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June 25, 2000 AM

Deut 6:20-25

INTRO: One of my parents favorite things to say to me was, Its for your own good, son. It may have been said when they told me there was something they would not let me do. Its for your own good. It may have been said when they told me something they wanted me to do. Its for your won good. It may even have been just before I was punished. Its for your own good. And, you know, I didnt always see the good. Listen to this: Deut 6:24 ... for our good always ...


A. It is not necessary to do them (Jer 32:23)

B. It is optional - its O.K. if youre into that sort of thing

C. I dont like His way; I prefer my own

D. Ill do it; but I wont like it

E. I delight to do His will (Ps 40:8)


A. The gracious God gave us His law, will

1. Acts 14:3 and 20:32

2. He genuinely cares for us; wants what is best for us; knows what is best for us

3. the last point above is critical to our understanding, acceptance

4. it is Gods grace which makes known that which is essential for our good - Titus 2:11,12

B. So, His law is for our own good

1. Deut 6:24 and 10:12,13

2. consider Ps 19:7-11 and the blessings associated with the law of the Lord

3. ... and in keeping of them there is great reward

4. His law is a blessing; is security; is fair; is just; is equitable; is sufficient

C. Our observing His law is our righteousness

1. Ps 119:172 with Rom 1:16,17

2. Acts 10:35

3. but Titus 3:5 is there a conflict? no, in Titus Paul is showing clearly an immutable fact: our righteousness apart from the grace, mercy of God and the atoning sacrifice of Jesus cannot save us - obedient faith joined with Gods grace is what we must visualize

4. Col 1:10 ... and may please Him in every way (NIV) - here is the point of our Christian life!


A. Permit me to read a bit further - Deut 7:1-6

1. make no covenant with them (2 Cor 6:14ff)

2. they will turn away ... from following me (1 Ki 11:4-6)

3. the ways o the world are not for our good!

4. and there can be no compromising with values, systems, ideals which come from sources other than God

B. Gods purpose? to make of us holy people

1. 2 Cor 7:1

2. our being holy is for our own good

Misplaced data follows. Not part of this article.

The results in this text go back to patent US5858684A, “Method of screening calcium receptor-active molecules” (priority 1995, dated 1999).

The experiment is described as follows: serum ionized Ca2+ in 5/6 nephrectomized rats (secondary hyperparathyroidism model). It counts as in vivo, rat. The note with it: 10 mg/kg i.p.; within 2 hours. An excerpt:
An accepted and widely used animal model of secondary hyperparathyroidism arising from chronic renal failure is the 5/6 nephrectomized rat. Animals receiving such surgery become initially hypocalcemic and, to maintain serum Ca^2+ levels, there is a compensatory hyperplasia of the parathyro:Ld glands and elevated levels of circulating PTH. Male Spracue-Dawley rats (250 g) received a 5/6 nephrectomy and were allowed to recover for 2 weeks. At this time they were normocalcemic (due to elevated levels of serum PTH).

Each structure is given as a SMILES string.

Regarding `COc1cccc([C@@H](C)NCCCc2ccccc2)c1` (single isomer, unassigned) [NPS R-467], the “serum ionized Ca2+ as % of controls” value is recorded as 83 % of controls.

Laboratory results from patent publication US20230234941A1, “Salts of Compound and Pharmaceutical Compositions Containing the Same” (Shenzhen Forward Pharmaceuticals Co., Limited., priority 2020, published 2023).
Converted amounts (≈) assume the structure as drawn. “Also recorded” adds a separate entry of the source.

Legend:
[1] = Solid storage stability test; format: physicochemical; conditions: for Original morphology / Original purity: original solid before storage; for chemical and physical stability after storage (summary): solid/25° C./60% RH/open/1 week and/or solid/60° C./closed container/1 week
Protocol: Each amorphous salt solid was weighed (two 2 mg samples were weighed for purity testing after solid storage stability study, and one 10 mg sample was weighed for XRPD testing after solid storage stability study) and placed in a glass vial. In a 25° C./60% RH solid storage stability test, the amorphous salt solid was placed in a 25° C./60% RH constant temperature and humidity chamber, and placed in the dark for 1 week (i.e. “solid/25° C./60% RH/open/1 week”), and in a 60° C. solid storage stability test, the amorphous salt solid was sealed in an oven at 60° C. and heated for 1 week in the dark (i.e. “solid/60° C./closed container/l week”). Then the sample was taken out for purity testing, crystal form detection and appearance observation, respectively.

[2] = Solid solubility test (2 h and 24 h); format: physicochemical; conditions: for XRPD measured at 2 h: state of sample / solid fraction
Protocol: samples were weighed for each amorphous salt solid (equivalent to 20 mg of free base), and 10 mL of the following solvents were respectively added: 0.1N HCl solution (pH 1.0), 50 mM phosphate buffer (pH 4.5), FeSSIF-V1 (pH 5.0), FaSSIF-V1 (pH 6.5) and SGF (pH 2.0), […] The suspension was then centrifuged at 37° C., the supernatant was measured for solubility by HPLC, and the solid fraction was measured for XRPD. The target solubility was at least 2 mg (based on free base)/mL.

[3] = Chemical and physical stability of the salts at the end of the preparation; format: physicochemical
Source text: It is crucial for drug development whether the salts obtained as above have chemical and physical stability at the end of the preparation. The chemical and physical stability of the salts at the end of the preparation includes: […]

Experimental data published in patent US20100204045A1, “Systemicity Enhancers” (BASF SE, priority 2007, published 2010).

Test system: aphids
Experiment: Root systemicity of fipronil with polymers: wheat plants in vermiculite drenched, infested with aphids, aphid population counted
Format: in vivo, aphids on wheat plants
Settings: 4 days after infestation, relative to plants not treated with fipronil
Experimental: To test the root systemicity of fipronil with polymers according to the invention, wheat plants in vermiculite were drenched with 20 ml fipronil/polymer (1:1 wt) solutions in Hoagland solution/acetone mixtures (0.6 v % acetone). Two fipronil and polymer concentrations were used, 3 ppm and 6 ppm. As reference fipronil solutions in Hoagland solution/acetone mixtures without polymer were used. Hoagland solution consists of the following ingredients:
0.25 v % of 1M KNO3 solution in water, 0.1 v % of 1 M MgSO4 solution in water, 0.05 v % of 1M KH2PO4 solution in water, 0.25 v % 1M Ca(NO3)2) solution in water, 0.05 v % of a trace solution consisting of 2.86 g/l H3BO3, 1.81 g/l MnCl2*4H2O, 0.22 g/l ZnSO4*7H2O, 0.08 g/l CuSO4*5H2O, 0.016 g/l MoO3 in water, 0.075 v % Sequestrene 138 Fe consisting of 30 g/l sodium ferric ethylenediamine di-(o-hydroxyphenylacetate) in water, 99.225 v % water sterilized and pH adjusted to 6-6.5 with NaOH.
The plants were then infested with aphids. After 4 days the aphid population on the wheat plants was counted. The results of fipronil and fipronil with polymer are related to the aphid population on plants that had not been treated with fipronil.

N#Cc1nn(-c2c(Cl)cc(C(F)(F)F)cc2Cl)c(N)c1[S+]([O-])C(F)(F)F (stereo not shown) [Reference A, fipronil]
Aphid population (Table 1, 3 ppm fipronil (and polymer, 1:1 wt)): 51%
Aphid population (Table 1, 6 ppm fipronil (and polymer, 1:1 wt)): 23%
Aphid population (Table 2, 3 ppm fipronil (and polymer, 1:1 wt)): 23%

3. Gal 3:19-21 forbidden things - why? they are not for our good!

4. where, then, do we need to be? Ps 37;23,31

CLOSE: 1 Jno 5:3 Perhaps we do not always immediately understand the whys and wherefores of what God commands of us. But we can know this for certain - its for our own good!

Cecil A. Hutson

25 June 2000

God's Plan of Salvation

You must hear the gospel and then understand and recognize that you are lost without Jesus Christ no matter who you are and no matter what your background is. The Bible tells us that “all have sinned, and come short of the glory of God.” (Romans 3:23) Before you can be saved, you must understand that you are lost and that the only way to be saved is by obedience to the gospel of Jesus Christ. (2 Thessalonians 1:8) Jesus said, “I am the way, the truth, and the life: no man cometh unto the Father, but by me.” (John 14:6) “Neither is there salvation in any other: for there is none other name under heaven given among men, whereby we must be saved.” (Acts 4:12) "So then faith cometh by hearing, and hearing by the word of God." (Romans 10:17)

You must believe and have faith in God because “without faith it is impossible to please him: for he that cometh to God must believe that he is, and that he is a rewarder of them that diligently seek him.” (Hebrews 11:6) But neither belief alone nor faith alone is sufficient to save. (James 2:19; James 2:24; Matthew 7:21)

You must repent of your sins. (Acts 3:19) But repentance alone is not enough. The so-called “Sinner’s Prayer” that you hear so much about today from denominational preachers does not appear anywhere in the Bible. Indeed, nowhere in the Bible was anyone ever told to pray the “Sinner’s Prayer” to be saved. By contrast, there are numerous examples showing that prayer alone does not save. Saul, for example, prayed following his meeting with Jesus on the road to Damascus (Acts 9:11), but Saul was still in his sins when Ananias met him three days later (Acts 22:16). Cornelius prayed to God always, and yet there was something else he needed to do to be saved (Acts 10:2, 6, 33, 48). If prayer alone did not save Saul or Cornelius, prayer alone will not save you. You must obey the gospel. (2 Thess. 1:8)

You must confess that Jesus Christ is the Son of God. (Romans 10:9-10) Note that you do NOT need to make Jesus “Lord of your life.” Why? Because Jesus is already Lord of your life whether or not you have obeyed his gospel. Indeed, we obey him, not to make him Lord, but because he already is Lord. (Acts 2:36) Also, no one in the Bible was ever told to just “accept Jesus as your personal savior.” We must confess that Jesus is the Son of God, but, as with faith and repentance, confession alone does not save. (Matthew 7:21)

Having believed, repented, and confessed that Jesus is the Son of God, you must be baptized for the remission of your sins. (Acts 2:38) It is at this point (and not before) that your sins are forgiven. (Acts 22:16) It is impossible to proclaim the gospel of Jesus Christ without teaching the absolute necessity of baptism for salvation. (Acts 8:35-36; Romans 6:3-4; 1 Peter 3:21) Anyone who responds to the question in Acts 2:37 with an answer that contradicts Acts 2:38 is NOT proclaiming the gospel of Jesus Christ!

Once you are saved, God adds you to his church and writes your name in the Book of Life. (Acts 2:47; Philippians 4:3) To continue in God’s grace, you must continue to serve God faithfully until death. Unless they remain faithful, those who are in God’s grace will fall from grace, and those whose names are in the Book of Life will have their names blotted out of that book. (Revelation 2:10; Revelation 3:5; Galatians 5:4)